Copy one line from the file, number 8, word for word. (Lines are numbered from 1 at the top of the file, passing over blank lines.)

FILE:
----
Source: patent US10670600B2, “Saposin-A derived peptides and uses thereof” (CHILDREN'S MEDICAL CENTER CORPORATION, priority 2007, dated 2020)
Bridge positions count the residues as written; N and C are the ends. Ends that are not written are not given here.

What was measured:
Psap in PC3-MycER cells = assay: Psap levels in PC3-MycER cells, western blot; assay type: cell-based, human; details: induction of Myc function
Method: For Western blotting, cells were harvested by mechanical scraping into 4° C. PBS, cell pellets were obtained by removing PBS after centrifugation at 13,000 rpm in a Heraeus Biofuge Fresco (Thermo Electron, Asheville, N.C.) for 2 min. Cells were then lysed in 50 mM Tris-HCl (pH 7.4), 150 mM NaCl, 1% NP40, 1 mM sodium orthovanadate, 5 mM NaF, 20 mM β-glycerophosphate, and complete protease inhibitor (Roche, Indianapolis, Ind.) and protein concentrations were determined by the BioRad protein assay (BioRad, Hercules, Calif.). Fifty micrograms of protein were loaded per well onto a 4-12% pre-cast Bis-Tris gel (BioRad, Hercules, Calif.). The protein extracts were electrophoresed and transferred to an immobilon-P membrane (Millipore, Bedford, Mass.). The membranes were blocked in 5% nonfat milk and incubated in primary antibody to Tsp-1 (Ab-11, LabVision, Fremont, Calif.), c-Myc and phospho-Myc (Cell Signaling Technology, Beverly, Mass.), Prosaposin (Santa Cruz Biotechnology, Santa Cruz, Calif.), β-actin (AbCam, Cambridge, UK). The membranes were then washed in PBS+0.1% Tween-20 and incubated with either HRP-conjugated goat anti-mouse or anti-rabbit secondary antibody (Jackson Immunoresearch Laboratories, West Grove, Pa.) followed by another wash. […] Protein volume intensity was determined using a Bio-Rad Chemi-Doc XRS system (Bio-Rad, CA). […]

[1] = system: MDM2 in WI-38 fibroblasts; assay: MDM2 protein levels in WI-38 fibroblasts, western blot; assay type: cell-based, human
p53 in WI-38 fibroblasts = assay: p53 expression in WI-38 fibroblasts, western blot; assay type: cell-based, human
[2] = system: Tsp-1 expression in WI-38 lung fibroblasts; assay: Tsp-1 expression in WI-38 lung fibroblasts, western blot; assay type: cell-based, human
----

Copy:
[2] = system: Tsp-1 expression in WI-38 lung fibroblasts; assay: Tsp-1 expression in WI-38 lung fibroblasts, western blot; assay type: cell-based, human